CASCADE (CAtastrophic Shifts in drylands: how CAn we prevent ecosystem DEgradation)
One of the most challenging themes in ecology over the last decades is the quest for the understanding of discontinuous changes in ecosystems. Discontinuous shifts have already been observed and analyzed for a wide variety of ecological systems, including lakes, drylands, peatlands, rangelands, marine systems, and musselbeds.
Some of these discontinuous shifts in ecosystems imply undesired and irreversible changes. For example, shallow lakes can suddenly change into eutrophic systems with a large loss in biological diversity.
CASCADE will investigate and analyze a range of dryland ecosystems in southern Europe to obtain a better understanding of sudden shifts in drylands that may lead to major losses in biodiversity and concomitant ecosystem services.
Based on these analyses, CASCADE will develop ways to predict the proximity of the CASCADE's dryland ecosystems to thresholds in such a way that these predictions can be used by policymakers and land users for more sustainable management of drylands worldwide.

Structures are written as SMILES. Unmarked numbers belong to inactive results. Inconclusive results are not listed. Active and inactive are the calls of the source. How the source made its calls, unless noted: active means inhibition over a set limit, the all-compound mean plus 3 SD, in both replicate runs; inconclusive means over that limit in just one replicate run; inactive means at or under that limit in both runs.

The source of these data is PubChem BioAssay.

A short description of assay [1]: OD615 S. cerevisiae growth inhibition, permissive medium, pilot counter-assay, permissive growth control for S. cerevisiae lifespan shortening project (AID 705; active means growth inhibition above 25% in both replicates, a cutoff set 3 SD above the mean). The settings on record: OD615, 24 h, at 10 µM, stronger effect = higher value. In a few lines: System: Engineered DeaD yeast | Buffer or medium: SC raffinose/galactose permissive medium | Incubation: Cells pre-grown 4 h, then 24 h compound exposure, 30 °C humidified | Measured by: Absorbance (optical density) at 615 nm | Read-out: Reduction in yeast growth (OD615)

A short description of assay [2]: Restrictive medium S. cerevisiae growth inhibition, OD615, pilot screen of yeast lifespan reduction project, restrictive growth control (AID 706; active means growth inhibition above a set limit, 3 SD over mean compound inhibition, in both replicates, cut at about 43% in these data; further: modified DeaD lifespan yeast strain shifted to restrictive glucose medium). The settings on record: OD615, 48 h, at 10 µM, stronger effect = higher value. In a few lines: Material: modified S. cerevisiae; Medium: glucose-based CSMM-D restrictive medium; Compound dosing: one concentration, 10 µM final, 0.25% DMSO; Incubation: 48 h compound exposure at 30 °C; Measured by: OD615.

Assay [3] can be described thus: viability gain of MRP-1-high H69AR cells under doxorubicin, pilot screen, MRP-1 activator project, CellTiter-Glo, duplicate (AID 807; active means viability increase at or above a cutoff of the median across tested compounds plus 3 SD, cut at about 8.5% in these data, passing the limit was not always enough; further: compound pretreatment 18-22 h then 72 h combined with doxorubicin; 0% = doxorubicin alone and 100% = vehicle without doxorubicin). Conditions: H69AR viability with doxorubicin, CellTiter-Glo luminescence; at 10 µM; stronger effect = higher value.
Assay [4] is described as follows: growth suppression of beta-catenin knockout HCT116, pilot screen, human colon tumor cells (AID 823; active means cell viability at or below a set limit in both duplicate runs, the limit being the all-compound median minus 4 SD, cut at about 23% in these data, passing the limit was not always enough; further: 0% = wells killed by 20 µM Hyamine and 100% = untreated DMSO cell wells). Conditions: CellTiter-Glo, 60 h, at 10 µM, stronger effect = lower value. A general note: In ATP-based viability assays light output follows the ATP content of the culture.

CASCADE is assessing current biophysical conditions in healthy, partly-degraded and strongly degraded selected plant-soil systems at study sites in Portugal, Spain (2), Italy, Greece and Cyprus. Then it will determine the effects of imposed drought on plant-soil ecosystem functioning, including facilitation and competition between plants, and how these processes affect plant resource use, survival and growth. Four sites are examining overgrazing and its effects, and the remaining 2 look at the effects of wildfires changing forest to shrub. CASCADE partners responsible for the study sites met in Italy recently to refine ideas for the planned experiments. The number and location of plots have been agreed, plus common guidelines for all measurements and sampling procedures for the plants and soils.